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Zookeeper crushed by elephant critical but stable

The family of a zookeeper crushed by an elephant is keeping a bedside vigil as the elephant went back on display at the Sydney zoo.
Asian elephant calf 2012 10 19Enlarge
An Asian elephant calf plays with a ball at Taronga Zoo on July 4, 2010. (Brendon Thorne/Getty Images)

The condition of an Australian zookeeper crushed by a young elephant appears to have improved slightly, with the hospital listing her condition as critical but stable.

Lucy Melo, 40, was pinned against a pole by the Asian elephant calf, Parthi Harn, during a routine training session to teach the elephants how to wash, The Associated Press reported.

Two other keepers at Taronga Zoo in Sydney heard her cries and came to her aid.

Melo was still conscious and spoke to paramedics but lapsed into unconsciousness and had a cardiac arrest for about five minutes.

The Sydney Morning Herald said Melo's husband, head elephant keeper Gary Miller, remained with her at Royal North Shore Hospital.

The family appealed for privacy and released a statement through the zoo's director, Cameron Kerr. 

"We're all relieved to hear Lucy's condition remains stable and we're continuing to provide support for her family and her fellow keepers while we continue our programs for the whole herd," Kerr said.

Melo, 40, was still conscious when paramedics arrived and was able to tell them what had happened. But her condition soon deteriorated and she went into cardiac arrest for five minutes, the Herald Sun reported.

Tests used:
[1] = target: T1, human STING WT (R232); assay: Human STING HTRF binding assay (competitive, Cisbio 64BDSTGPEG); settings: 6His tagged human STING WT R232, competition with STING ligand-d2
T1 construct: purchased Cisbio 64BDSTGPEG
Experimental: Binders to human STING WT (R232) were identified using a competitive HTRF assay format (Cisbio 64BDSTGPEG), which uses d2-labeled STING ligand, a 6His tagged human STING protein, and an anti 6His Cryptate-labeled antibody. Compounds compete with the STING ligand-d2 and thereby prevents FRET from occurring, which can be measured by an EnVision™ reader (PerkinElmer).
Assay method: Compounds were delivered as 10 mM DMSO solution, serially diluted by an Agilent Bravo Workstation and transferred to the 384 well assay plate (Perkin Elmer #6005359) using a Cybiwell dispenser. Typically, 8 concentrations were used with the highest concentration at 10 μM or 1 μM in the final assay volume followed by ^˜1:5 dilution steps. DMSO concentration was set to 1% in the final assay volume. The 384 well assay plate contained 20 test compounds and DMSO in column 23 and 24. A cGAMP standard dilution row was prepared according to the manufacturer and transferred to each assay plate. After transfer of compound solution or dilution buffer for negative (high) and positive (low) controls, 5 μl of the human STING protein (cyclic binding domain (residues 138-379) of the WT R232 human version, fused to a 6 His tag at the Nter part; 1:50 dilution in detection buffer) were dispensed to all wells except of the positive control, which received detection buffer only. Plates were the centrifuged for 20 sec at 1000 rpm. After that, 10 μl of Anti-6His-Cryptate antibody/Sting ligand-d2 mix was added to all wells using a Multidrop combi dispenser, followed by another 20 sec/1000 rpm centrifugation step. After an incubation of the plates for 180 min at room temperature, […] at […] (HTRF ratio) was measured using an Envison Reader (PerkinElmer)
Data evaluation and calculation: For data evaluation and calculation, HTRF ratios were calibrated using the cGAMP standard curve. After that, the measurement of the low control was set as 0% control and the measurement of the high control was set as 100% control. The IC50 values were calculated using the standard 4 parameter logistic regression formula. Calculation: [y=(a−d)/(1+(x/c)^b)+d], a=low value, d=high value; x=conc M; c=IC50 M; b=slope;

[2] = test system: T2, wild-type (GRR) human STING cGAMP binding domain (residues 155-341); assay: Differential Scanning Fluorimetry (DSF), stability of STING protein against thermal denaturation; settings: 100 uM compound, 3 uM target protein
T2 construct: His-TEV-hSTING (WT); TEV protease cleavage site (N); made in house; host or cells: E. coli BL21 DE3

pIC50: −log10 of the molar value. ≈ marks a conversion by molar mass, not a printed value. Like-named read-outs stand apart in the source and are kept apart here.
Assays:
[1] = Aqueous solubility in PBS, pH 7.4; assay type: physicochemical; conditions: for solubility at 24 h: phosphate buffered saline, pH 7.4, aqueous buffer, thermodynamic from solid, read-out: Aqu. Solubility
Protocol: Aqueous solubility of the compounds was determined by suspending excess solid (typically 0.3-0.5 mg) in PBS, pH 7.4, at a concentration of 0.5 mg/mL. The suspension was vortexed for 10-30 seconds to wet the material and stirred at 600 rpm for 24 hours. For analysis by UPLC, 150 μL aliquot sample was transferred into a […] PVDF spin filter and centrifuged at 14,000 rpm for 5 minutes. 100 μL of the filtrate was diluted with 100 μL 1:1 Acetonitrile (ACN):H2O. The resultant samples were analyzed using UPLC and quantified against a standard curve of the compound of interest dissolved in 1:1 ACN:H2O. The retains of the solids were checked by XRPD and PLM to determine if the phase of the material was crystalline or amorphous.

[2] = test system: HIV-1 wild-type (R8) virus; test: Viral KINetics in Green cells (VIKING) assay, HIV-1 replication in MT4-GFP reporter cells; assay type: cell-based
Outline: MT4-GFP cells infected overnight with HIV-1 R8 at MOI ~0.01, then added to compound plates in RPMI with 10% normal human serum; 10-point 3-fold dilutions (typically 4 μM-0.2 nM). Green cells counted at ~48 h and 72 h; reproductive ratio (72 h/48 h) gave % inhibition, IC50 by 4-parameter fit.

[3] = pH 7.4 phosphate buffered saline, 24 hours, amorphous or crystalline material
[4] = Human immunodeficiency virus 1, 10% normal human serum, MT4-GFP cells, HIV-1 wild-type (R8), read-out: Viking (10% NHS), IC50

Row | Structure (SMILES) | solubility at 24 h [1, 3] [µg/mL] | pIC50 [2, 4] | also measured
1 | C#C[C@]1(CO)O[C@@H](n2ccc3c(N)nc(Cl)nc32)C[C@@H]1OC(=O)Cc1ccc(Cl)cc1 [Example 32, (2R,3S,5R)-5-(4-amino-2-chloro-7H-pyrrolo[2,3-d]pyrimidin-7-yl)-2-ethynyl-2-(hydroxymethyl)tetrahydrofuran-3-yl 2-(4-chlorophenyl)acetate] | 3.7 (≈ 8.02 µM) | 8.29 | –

She was taken to Royal North Shore Hospital where she is in a critical but stable condition.

Meanwhile, the elephant, affectionately known as Mr Shuffles due to his laboured walking style, was back on show, wowing crowds as he gave himself a bath, News.com.au reported.

CNN reported that the elephant calf was called Pathi Harn, which is the Thai word for “miracle.”

He earned the name after he was born alive after a difficult eight-day labor.

Taronga Zoo said in a statement that an investigation into what caused the incident was under way. 

"Our focus continues to be on the wellbeing of the keeper and supporting her fellow keepers,” Taronga Zoo director and chief executive Cameron Kerr said. 

“In the meantime, the investigation has already commenced so that we can understand exactly what occurred.”

An animal behaviorist told the AAP that the elephant calf may have been testing the authority of Melo.

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